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Biamp Systems

Linking two TesiraFORTÉ DAN units together

With the introduction of the TesiraFORTÉ DAN, it is possible to utilize the Dante protocol in the TesiraFORTÉ line of products. While the TesiraFORTÉ DAN is primarily intended to be used in smaller systems where only one TesiraFORTÉ is required, it is still possible to use multiple TesiraFORTÉ DANs in a single system. Such systems will require some additional considerations, and this article discusses the important things to consider when using more than one TesiraFORTÉ DAN in a single Tesira system.

Design and commissioning considerations

Additional configurations will be needed during the initial design and commissioning phases of a system containing multiple TesiraFORTÉ DAN units due to the fact that, unlike AVB, Dante cannot be routed implicitly. Implicit AVB routing allows the compiler in Tesira to handle jumps between devices automatically (indicated by changing the signal path to a dashed blue line in the Tesira software once compiled). With Dante, routing must be done manually through the use of a third-party Dante Controller software, which behaves essentially as a matrix mixer for Dante audio streams.

Bear in mind that the Tesira software's persistent signal path identifier will not function across a Dante jump, and that the system also will not be able to automatically calculate network based delay. Because of this, special attention should be paid to system design to ensure proper routing and configuration. When tuning the room, some delay may need to be added to non-Dante channels in order to synchronize them with the Dante channels.

Network considerations

When combining two TesiraFORTÉ Dan models together, there are some networking considerations to keep in mind:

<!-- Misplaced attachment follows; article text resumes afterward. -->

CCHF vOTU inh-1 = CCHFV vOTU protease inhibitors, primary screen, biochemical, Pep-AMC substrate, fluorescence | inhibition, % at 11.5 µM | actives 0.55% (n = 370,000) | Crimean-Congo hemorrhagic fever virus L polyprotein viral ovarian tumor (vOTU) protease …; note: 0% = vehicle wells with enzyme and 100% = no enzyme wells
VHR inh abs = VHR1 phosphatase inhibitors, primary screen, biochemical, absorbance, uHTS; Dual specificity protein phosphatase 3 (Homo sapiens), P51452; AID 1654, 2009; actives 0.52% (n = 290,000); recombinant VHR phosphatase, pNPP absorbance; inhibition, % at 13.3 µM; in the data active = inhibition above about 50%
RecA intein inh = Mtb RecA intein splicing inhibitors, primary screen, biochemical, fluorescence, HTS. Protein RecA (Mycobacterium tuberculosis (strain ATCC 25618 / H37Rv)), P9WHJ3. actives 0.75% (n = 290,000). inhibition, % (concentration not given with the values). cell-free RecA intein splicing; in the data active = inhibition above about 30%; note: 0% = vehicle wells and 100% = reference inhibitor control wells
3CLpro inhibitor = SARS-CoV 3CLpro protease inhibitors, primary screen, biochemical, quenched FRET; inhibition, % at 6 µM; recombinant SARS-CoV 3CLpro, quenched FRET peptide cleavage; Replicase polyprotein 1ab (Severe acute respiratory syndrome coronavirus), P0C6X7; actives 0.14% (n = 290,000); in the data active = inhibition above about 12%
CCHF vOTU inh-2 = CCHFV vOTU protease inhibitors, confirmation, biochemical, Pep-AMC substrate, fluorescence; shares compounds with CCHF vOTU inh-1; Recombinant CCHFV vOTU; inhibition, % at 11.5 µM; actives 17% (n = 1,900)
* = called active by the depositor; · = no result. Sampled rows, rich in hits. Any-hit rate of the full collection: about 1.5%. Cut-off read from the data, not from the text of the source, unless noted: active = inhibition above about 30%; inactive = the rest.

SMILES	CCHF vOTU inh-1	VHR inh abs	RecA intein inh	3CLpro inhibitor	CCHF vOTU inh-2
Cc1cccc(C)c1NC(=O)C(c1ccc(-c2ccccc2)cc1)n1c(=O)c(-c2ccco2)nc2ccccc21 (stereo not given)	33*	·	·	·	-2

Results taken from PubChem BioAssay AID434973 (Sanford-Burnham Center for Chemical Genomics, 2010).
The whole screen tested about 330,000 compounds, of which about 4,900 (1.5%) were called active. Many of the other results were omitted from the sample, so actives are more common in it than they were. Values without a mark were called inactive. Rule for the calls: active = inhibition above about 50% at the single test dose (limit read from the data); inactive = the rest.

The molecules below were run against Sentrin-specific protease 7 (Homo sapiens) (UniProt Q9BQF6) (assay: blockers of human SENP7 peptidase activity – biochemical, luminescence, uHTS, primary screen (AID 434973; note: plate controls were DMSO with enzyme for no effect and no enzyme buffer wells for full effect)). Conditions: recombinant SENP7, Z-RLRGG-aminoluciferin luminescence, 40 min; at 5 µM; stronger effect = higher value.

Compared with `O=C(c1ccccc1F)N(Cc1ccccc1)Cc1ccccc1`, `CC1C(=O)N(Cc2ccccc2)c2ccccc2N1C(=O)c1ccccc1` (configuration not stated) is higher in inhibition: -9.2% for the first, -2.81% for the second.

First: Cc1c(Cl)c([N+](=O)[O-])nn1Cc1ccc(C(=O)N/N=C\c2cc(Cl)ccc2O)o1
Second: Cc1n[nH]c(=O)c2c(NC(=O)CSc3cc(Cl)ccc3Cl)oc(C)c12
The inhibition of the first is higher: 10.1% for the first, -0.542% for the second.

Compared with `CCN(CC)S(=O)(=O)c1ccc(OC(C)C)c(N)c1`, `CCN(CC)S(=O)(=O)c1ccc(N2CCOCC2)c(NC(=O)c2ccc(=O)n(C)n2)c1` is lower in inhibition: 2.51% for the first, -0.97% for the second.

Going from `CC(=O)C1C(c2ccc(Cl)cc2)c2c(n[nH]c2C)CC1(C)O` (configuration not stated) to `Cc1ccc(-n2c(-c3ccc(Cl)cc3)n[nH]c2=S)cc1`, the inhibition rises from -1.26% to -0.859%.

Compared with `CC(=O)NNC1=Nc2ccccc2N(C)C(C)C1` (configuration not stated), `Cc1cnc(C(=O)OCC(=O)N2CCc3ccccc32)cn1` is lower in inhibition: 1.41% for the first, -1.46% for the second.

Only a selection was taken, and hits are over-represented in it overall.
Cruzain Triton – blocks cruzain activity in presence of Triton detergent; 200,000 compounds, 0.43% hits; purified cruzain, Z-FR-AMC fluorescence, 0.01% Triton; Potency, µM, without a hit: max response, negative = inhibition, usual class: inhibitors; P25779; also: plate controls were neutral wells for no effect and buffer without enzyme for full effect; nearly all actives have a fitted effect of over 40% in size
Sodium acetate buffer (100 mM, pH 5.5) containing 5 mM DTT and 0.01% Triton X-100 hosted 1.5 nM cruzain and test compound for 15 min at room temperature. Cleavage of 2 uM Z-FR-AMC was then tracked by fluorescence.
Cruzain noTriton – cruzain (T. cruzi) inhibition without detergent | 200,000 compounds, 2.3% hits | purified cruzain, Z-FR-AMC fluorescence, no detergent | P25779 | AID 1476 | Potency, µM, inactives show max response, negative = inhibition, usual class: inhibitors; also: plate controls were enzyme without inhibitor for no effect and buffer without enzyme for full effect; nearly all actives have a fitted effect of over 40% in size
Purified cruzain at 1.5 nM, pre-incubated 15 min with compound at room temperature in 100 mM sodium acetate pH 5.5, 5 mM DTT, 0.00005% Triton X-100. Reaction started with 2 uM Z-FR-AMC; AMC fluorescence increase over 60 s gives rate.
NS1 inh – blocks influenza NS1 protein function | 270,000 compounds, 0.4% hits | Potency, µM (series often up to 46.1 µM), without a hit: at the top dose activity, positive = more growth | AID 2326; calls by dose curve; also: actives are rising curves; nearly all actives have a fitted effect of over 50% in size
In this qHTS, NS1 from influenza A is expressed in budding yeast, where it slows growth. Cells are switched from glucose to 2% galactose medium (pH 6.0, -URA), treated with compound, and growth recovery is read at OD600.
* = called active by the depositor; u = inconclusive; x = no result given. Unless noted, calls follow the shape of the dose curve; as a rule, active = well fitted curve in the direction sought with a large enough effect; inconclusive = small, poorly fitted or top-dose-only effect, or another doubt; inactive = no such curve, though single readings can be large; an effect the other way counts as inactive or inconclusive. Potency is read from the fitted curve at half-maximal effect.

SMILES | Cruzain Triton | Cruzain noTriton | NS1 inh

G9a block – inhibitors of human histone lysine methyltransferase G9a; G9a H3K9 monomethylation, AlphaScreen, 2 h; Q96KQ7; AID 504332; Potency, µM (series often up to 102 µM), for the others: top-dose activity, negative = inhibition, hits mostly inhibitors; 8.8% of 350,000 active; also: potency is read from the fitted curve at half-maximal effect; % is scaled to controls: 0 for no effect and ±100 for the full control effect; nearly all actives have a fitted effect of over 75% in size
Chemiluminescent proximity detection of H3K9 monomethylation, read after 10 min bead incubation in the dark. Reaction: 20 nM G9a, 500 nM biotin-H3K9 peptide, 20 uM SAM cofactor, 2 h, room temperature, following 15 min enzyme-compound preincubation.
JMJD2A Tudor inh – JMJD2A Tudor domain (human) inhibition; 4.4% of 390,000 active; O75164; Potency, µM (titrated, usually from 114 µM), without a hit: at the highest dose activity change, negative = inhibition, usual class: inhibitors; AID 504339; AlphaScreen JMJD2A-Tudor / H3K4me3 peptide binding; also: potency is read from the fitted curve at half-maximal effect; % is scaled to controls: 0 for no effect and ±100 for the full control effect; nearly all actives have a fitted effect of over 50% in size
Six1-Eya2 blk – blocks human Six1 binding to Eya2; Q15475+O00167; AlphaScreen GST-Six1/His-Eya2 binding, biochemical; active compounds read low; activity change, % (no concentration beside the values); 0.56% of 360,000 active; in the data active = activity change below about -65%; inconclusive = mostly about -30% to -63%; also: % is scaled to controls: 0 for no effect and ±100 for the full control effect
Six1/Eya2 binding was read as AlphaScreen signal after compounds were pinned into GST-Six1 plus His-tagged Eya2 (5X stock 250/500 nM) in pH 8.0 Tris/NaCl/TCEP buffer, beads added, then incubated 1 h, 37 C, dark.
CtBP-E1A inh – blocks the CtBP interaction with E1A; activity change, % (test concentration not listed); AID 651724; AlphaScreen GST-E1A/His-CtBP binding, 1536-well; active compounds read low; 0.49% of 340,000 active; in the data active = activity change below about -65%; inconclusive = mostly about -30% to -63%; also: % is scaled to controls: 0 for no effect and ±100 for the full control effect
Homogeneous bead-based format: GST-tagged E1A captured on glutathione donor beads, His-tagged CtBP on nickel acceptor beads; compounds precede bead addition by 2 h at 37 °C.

• The TesiraFORTÉ DAN line can support up to 32 channels in and 32 channels out (as opposed to the full 64 channels that the Tesira SERVER-IO's DAN-1 card can support).
  • All Dante devices in the system will need to be linked on the Dante network.
  • Each TesiraFORTÉ DAN has a single Dante port through which it will handle all Dante I/O blocks for third-party devices, as well as Dante flows between any Tesira/TesiraFORTÉ devices.
  • Dante cannot be used for control traffic. Because of this, the TesiraFORTÉ DAN units will need to have their Control Ethernet ports linked, as well. The Control ports can be linked on a separate switch from the Dante ports.
  • Remote expanders and rack-mount expanders for Tesira cannot be used in this type of system, as TesiraFORTÉ DAN devices do not support AVB.
  • Setting up this system will require the use of Dante Controller software. This is a third-party software used for routing Dante audio flows on a network. You can find a copy of the software here.

Programming the Tesira layout file

1.    In the Tesira layout, it will be necessary to explicitly designate a location for Dante audio to flow from one unit to the other. In the example below, a Dante Output has been added for Unit 2 to transmit audio flows from the TesiraFORTÉ DAN to the Dante network. A Dante Input block has then been added for Unit 1 to receive audio from the Dante network. Which audio flows this input will receive is selected in the Dante Controller software, the process for which will be shown later in this article.

Note in the above example that we must explicitly choose in the Tesira configuration where the Dante jump between units will take place. In order for the 6 Dante inputs from Unit 2 to be included in the 18-channel Gating Auto Mixer that resides in Unit 1, the audio from Unit 2 must be manually routed over Dante to enter Unit 1. If you attempt to draw a line directly from the inputs in unit 2 to the Gating Auto Mixer in unit 1 without going through Dante blocks, the file will not successfully compile.

2.    It will also be necessary to route the audio from Unit 1 back to Unit 2. Otherwise, AEC will not function correctly in Unit 2.